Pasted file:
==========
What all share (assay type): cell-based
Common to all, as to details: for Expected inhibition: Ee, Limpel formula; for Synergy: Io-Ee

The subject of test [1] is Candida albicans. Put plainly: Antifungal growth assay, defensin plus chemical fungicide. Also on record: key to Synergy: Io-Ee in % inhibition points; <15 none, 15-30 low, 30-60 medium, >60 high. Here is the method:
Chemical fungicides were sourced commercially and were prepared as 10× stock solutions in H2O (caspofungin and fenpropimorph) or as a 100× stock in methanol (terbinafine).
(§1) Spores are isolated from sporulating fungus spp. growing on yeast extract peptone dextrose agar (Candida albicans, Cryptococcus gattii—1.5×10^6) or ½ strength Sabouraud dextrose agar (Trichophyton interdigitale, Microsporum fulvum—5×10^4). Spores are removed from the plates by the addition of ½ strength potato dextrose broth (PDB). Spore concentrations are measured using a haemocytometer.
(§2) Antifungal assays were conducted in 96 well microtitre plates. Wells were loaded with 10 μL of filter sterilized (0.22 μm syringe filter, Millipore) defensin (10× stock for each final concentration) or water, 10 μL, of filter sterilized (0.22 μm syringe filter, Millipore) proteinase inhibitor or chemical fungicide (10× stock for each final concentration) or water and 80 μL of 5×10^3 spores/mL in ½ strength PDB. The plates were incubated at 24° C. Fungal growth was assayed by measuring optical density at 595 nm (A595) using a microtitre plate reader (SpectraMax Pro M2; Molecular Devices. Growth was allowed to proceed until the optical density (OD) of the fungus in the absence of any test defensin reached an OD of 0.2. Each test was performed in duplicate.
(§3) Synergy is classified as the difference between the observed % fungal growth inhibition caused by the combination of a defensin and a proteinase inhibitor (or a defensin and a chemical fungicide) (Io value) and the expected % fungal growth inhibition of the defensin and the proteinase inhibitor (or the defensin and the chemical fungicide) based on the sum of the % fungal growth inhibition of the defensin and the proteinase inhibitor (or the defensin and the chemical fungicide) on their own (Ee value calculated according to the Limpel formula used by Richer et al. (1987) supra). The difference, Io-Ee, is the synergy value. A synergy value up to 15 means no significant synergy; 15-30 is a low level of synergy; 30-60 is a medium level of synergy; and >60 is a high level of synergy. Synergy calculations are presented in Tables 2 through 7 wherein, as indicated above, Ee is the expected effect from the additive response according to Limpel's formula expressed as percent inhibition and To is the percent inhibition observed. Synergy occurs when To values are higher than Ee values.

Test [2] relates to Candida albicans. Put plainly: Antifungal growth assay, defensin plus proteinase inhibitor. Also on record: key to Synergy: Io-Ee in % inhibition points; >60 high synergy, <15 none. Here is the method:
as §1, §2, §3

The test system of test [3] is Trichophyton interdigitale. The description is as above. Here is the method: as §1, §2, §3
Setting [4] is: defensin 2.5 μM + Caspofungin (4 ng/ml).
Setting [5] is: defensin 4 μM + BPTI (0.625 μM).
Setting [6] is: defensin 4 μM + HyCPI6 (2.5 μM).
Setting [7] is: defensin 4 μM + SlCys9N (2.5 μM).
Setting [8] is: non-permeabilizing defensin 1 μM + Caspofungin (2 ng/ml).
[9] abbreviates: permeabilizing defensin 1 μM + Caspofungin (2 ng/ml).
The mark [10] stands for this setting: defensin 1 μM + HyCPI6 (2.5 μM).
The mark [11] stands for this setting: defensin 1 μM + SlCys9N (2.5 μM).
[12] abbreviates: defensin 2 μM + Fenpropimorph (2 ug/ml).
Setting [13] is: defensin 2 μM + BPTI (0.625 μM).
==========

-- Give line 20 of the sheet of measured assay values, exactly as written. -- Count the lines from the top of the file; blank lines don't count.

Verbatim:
Setting [13] is: defensin 2 μM + BPTI (0.625 μM).